Watching event from Ruins of St. Anthony's Chapel at the foot of Arthur's Seat
The Gathering 2009, Edinburgh The picturesque ruin of St Anthony's Chapel stands on a flat outcrop of rock, overlooking St Margaret's Loch, on the northern side of Arthur's Seat in Edinburgh.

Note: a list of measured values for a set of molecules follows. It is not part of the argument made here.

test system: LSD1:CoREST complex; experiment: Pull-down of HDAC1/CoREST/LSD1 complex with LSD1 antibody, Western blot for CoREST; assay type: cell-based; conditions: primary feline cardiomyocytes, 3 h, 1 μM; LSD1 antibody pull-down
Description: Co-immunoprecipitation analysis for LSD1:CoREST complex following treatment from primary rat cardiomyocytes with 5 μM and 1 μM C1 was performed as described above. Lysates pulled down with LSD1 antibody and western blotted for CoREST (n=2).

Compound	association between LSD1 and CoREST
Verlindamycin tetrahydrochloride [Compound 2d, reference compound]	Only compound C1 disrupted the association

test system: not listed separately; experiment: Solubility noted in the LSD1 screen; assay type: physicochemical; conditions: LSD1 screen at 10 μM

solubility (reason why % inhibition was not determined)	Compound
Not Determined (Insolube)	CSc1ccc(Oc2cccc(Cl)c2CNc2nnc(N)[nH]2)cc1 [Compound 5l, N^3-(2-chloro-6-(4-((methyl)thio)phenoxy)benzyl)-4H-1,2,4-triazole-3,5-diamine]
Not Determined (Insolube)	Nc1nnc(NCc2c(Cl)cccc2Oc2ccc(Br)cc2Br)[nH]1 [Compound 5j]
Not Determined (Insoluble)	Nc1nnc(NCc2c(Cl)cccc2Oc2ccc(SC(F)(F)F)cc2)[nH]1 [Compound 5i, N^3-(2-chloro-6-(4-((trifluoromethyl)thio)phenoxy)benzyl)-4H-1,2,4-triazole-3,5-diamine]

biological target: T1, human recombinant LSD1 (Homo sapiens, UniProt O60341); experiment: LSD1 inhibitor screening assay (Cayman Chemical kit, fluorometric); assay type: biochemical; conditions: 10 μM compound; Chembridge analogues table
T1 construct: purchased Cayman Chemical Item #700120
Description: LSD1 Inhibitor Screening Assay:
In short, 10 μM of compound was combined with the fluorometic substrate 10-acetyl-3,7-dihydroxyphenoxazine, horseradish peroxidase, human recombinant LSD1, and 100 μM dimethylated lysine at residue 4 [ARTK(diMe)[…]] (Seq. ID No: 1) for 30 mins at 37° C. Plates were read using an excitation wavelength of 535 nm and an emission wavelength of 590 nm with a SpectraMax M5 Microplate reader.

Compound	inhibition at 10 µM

The Chapel was originally a simple slate-capped building with a 40 foot high tower, and appears in a view of the city as early as 1544. It remains an enigma, however, for neither the date of its construction nor its purpose is known. There is a clear view of the Chapel from Leith and the Firth of Forth, and it is possible that a light was hung in the tower to guide ships so that they could acknowledge the Saint. There was almost certainly a connection between the Chapel and the Knights Hospitallers of St Anthony in Leith. St Anthony was born in 250AD and founded the first monastery in history. His relics were associated with cures for the painful skin disease, erysipelas, which was known as St Anthony's Fire. This disease was a serious problem in Edinburgh in the 15th century and a hospital was established in Leith in 1430 for its treatment. Another tradition says that the Chapel was founded for reasons connected with St Anthony's Well, a spring which rises on the slopes immediately below the Chapel.